DeployStudio Runtime for End Users

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We use DeployStudio Server to deploy packages and system images in our environment. The current method is to have staff, whom are standard accounts (non-admin), NetBoot to DeployStudio and log in using their AD credentials. Since they do not have admin rights, they are not able to install their own software or updates. I want to leverage the DeployStudio (Runtime) application on clients computers and allow staff to install a predefined set of software, without them having to NetBoot. They would also be able to request additional software to be served through the Runtime application.

The basic idea is giving power to the users to install their own software and patches.

Make Me Sudo[edit]

In order to allow non-admin (standard) users to run Runtime, they have to have a way to launch it as root. Enter /etc/sudoers...

The /etc/sudoers (sudoers) file allows us to give a specific user or group sudo rights to run single or multiple commands. In this instance, we want the users to run the Runtime app as sudo, but to make it easy it has to be started from a script. To make it really easy, we will wrap it into an app later.

First, in /etc/sudoers file we give the group “DOMAIN\domain users” a user alias:

This line give the domain users group an alias of “STAFF”.

User_Alias      STAFF=%DOMAIN\\domain\ users

Next, we need to tell the sudoers file what the STAFF group can run:

This line says the STAFF alias can run the script at /usr/sbin/ using sudo, as root, WITHOUT prompting for a password. Understand? NO PASSWORD REQUIRED!

STAFF   ALL = NOPASSWD: /usr/sbin/

Ok, thats cool, but whats that you ask? We don’t have a script to run at /usr/sbin/

Let Me Run[edit]

We want to create a script that will open the Runtime application as root. Create the file at /usr/sbin/ with these contents:

 #Open DeployStudio with Sudo
 cd /Applications/Utilities/DeployStudio\
 sudo ./Runtime

Give it permissions to run:

sudo chown root:wheel && sudo chmod 500

This script changes into the directory and opens the binary as root using sudo. Since we have edited the sudoers file to run the script file as root, the commands inside of it run as root. Don’t believe me? Add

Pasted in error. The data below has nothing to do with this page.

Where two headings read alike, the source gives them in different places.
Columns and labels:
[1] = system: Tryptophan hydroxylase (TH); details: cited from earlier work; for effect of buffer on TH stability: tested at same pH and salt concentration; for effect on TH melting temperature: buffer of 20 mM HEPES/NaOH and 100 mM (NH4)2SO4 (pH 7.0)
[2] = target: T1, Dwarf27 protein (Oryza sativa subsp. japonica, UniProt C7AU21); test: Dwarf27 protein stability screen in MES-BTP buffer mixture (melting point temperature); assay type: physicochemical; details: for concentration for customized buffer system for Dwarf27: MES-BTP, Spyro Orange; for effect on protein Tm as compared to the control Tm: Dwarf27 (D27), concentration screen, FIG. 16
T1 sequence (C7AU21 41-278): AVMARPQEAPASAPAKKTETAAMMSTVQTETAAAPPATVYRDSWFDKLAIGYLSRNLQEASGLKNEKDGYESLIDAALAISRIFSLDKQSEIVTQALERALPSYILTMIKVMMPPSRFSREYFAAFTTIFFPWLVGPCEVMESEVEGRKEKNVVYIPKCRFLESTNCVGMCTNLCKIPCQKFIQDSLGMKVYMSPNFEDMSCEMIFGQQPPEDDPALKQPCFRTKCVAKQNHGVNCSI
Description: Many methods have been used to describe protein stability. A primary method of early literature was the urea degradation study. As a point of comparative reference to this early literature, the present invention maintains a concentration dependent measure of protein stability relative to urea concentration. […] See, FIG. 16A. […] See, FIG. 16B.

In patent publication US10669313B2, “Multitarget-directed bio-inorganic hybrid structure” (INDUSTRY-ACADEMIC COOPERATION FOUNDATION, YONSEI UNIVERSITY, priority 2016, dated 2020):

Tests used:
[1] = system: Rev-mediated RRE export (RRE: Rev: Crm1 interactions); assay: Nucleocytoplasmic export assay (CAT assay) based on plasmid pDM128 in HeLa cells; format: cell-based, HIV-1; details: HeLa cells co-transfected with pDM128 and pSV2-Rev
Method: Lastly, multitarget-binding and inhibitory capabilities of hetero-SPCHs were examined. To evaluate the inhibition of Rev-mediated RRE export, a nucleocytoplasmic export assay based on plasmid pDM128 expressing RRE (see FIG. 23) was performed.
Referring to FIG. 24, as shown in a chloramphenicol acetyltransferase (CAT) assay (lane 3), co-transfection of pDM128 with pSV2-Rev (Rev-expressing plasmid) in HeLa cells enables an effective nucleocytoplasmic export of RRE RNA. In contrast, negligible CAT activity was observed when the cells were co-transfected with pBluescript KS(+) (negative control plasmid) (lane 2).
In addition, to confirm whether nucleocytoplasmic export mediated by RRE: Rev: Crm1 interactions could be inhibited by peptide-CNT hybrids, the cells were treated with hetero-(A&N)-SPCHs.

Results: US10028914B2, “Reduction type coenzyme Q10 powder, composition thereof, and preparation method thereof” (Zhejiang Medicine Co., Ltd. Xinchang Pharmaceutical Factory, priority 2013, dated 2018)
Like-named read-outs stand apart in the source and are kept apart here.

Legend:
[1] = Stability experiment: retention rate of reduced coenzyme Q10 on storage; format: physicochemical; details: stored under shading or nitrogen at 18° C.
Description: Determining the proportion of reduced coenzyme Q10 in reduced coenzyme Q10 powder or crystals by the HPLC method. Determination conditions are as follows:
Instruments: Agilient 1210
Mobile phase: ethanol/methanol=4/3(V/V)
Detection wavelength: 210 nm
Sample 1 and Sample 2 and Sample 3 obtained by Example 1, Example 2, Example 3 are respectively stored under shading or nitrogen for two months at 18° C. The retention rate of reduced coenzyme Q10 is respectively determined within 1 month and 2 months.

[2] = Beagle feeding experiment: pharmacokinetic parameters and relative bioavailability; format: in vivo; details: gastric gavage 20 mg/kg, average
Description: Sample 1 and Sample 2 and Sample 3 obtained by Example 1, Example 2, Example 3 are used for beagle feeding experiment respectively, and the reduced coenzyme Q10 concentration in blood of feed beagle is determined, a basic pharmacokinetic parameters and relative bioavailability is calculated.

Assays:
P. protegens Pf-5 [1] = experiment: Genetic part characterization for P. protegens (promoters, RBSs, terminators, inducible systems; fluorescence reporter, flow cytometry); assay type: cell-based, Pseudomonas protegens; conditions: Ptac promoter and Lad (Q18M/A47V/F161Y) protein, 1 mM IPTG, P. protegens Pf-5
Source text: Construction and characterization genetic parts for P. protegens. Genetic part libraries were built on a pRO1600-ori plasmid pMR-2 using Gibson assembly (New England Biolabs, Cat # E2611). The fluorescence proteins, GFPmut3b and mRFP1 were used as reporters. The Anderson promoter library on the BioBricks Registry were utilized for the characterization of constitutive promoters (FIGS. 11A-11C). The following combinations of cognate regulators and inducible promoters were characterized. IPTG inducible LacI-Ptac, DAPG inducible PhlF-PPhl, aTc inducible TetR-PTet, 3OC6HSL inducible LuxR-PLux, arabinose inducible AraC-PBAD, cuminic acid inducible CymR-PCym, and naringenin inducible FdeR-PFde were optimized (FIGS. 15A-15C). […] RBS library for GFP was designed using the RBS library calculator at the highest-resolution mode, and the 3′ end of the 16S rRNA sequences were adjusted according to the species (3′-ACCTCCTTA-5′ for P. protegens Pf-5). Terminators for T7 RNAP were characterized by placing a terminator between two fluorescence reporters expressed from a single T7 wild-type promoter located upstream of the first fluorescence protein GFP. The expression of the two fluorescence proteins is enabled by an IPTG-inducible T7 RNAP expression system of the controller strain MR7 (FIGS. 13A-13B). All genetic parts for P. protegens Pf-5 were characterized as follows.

say `whoami`

to the end of the script and run it from the terminal. Make sure your volume is up, what does it say?

So now we can open the Runtime app from the terminal using the command:

 sudo bash /usr/sbin/

It’s a little too much to ask a user to do, although most could, so lets make it easier for them.

Make Me Pretty[edit]

Create another script called on your desktop. Enter these as the contents:

 sudo /usr/sbin/ &

Download and install Platypus:

Open Platypus and drag the script from your desktop to the “Script Path:” field. Change your identifier and author, and whatever other settings you’d like. This is what I’m using:

Create your new app and double click it! You should see it for a second and then see DeployStudio open without needing a password!

Share The Fun[edit]

Coming soon... Package and deploy!

UPDATE: The DeployStudio group has built in this function to the current release of DeployStudio! rc123 now adds a line to /etc/sudoers to allow runtime admin access. The line they use in /etc/sudoers is, no doubt, more secure than what I used:

 %everyone       ALL=NOPASSWD: /Applications/Utilities/DeployStudio\


Packages Task Empty[edit]

I was trying to run a install of a package, so I opened the package task. It was empty for some reason. Other machines were fine, and it worked on the server with Runtime, NetBoot too. After checking the logs, I noticed that the repository said it had mounted at /tmp/DSNetworkRepository/Packages/ When I navigated to the folder, it was repository! No other folders were in there either. They were just empty folders left over from some error. I deleted the /tmp/DSNetworkRepository folder:

rm -R /tmp/DSNetworkRepository

Then I was able to mount the repository and install a package!